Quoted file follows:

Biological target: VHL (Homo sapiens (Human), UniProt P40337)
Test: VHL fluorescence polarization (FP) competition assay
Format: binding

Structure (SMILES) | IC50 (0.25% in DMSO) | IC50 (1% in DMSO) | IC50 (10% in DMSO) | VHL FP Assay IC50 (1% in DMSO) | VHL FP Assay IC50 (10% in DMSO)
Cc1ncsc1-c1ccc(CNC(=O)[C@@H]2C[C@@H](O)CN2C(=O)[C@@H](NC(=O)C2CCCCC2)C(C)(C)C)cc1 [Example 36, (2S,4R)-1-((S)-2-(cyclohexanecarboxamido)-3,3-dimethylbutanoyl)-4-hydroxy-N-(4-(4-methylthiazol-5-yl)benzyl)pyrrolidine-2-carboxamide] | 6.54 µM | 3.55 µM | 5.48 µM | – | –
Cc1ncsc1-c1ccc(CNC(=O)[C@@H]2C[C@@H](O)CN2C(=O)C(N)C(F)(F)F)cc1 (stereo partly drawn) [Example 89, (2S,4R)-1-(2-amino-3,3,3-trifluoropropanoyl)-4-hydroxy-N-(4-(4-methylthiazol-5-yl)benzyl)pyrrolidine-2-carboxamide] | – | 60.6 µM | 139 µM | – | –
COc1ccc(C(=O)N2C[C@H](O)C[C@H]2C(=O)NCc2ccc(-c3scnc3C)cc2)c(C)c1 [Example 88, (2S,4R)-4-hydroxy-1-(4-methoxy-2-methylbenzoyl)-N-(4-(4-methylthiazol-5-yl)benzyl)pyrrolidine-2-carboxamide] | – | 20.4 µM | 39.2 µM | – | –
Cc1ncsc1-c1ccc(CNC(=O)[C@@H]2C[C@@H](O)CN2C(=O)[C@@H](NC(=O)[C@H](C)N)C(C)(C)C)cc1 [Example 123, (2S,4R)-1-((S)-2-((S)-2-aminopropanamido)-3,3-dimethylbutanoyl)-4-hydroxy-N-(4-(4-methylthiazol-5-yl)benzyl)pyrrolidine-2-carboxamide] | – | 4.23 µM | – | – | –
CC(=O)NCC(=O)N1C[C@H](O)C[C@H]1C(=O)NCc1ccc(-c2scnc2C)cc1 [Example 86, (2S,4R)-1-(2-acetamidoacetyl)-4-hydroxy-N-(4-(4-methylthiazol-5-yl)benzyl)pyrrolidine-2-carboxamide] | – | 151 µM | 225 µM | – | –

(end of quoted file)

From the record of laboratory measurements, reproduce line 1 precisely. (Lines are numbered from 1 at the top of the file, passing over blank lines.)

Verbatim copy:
Biological target: VHL (Homo sapiens (Human), UniProt P40337)